Investing in property in Oslo


With a booming economy and a steady rise in property in the Norwegian capital should you consider an investment in the city of Oslo?

The city of Oslo is home to almost 600,000 and is the capital of one of the richest countries on earth. Unlike countries such as Sweden – where housing is almost entirely dominated by cooperatives and government housing – or Denmark where it is very difficult to buy property as a foreigner, Norway offers no restrictions on the purchase of property by foreigners.

Oslo has some of the most expensive property in the world and property values have quadrupled over the last twenty years.

This has been driven by a combination of cheap credit, a growing economy and rising wages, in addition to an influx of both Norwegian and foreign immigrants to the city.

Indeed the city is said to be the fastest-growing in Europe, with intense capital spending combining with the proliferation of luxury housing, which is mainly located in regions such as Frogner.

On the other hand other areas of Oslo such as Gronland are not well-regarded, and may represent a bargain at current prices if a period of gentrification similar to that seen in cities such as New York and London takes place, where once crime-ridden neighbourhoods became extremely wealthy.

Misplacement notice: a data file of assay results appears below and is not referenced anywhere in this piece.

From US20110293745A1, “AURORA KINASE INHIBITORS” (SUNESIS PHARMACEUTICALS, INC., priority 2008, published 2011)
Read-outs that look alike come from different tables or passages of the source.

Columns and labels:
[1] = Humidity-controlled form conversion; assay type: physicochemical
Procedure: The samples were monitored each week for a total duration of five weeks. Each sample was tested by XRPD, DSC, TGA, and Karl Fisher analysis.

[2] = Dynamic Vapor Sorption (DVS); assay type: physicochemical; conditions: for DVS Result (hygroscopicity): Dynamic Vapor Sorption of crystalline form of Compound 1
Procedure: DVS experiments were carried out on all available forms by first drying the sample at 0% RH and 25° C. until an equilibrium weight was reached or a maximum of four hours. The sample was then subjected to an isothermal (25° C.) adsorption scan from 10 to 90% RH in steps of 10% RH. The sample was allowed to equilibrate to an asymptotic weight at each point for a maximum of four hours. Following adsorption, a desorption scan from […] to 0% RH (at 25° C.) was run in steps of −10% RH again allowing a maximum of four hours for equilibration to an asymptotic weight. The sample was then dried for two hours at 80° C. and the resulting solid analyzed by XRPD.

Before considering whether you want to risk capital in a more dangerous area or stick to a well-established suburb you should consider the taxes that you may face as a foreigner in the real estate market.

Capital gains tax is a painful 27 per cent, while inheritance tax should not be a problem as it was removed at the beginning of 2014. Similarly rental income is taxed at this rate, which could put a knock into any profits made from tenants.

There is also a ‘wealth tax’ in Norway which may be up to one per cent of your assets. However I am not certain if this is required to be paid if you own a commercial or residential property in Oslo but are not resident in Norway.

For those seeking to purchase a property in Oslo a good financial adviser who can provide a more detailed knowledge of the tax codes and your potential liabilities would be a good bet.

We think however that despite some of the more onerous taxes on offer that Oslo may prove to be one of the property¬†hotspots of the coming decade given Norway’s strong economy, solid property laws and a wide range of tenants varying from professionals to skilled labourers.

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